• A close-up shot of a small fish with a black line along it’s side and a bright red tip on it’s dorsal fin.
    Information icon Ashy darter. Photo by Conservation Fisheries, Inc.

    Thanks to conservation partnerships, two southeastern fish and a snail do not warrant Endangered Species Act protection

    April 3, 2019 | 4 minute read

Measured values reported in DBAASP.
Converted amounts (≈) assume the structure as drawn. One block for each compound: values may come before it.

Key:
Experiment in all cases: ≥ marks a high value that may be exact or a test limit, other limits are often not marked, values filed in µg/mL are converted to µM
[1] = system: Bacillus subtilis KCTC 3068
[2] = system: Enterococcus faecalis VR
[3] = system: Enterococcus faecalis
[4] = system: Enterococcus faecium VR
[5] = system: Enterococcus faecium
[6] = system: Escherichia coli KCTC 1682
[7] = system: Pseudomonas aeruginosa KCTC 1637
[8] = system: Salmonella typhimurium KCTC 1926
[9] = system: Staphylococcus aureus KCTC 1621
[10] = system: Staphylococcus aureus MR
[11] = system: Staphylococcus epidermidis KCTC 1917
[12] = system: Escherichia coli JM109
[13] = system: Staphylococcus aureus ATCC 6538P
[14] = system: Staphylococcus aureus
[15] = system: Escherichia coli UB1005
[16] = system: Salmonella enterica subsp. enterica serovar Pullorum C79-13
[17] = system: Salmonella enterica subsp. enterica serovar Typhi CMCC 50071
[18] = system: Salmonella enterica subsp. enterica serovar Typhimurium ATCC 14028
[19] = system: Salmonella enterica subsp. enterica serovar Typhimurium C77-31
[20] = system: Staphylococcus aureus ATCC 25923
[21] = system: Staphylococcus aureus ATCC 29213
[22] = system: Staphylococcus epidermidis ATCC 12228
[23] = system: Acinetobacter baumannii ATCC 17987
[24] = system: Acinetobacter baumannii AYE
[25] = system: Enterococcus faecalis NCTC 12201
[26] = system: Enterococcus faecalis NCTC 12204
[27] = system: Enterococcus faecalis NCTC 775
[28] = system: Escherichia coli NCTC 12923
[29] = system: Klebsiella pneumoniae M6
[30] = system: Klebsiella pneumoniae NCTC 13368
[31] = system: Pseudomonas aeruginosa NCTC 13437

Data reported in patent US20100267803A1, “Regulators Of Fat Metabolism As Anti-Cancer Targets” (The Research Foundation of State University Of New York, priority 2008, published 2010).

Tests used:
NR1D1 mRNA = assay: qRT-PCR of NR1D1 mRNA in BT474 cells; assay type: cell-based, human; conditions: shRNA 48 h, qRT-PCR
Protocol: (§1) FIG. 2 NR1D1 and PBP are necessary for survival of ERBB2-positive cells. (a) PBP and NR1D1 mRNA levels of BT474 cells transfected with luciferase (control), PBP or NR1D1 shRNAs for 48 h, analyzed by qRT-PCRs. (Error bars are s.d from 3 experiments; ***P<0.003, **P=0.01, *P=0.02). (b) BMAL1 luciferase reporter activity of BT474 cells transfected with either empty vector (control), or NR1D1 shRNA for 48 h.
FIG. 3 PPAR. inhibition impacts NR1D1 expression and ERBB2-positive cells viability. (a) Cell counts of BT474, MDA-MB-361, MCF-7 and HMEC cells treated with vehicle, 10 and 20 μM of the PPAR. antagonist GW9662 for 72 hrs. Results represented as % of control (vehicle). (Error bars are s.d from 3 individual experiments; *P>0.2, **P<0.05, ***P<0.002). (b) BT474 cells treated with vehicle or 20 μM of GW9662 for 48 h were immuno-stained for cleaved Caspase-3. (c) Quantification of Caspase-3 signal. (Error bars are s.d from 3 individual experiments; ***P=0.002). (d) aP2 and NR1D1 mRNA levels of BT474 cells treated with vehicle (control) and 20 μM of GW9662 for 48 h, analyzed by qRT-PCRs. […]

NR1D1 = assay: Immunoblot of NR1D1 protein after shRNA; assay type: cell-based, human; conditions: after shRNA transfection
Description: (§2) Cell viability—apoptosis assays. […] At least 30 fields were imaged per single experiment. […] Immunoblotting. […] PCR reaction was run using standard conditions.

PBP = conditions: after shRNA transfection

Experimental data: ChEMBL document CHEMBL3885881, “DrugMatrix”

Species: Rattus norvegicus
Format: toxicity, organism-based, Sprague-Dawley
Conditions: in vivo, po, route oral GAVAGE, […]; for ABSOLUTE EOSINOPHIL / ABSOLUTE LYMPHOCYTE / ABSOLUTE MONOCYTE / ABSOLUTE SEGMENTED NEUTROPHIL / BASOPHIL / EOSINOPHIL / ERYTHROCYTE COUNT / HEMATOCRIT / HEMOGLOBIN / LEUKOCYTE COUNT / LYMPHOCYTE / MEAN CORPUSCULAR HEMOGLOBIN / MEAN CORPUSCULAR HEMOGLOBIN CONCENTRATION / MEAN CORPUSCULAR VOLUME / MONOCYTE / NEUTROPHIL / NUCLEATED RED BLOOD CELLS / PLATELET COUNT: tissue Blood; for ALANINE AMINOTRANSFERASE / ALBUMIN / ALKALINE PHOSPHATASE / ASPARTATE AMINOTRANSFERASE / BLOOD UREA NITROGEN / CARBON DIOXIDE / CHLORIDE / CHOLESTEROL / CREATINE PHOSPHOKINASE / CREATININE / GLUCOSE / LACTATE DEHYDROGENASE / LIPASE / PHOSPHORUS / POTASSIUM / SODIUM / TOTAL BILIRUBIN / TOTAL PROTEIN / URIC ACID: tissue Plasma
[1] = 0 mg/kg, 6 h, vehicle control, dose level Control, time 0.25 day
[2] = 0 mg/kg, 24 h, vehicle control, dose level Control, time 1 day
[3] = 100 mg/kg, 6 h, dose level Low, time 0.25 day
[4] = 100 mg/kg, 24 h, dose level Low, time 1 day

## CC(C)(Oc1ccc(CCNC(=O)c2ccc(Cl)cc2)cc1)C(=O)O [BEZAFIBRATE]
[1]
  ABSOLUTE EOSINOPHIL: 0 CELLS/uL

Following extensive scientific reviews, the U.S. Fish and Wildlife Service has determined that three southeastern animals do not face the threat of extinction now or in the foreseeable future. Accordingly, the ashy darter, Barrens darter and Arkansas mudalia snail do not warrant Endangered Species Act (ESA) protection. For each animal, the Service brought together a team of biologists who compiled and examined all known data and research. Their peer-reviewed findings are outlined in species status assessments (SSAs), made available today.  Read the full story...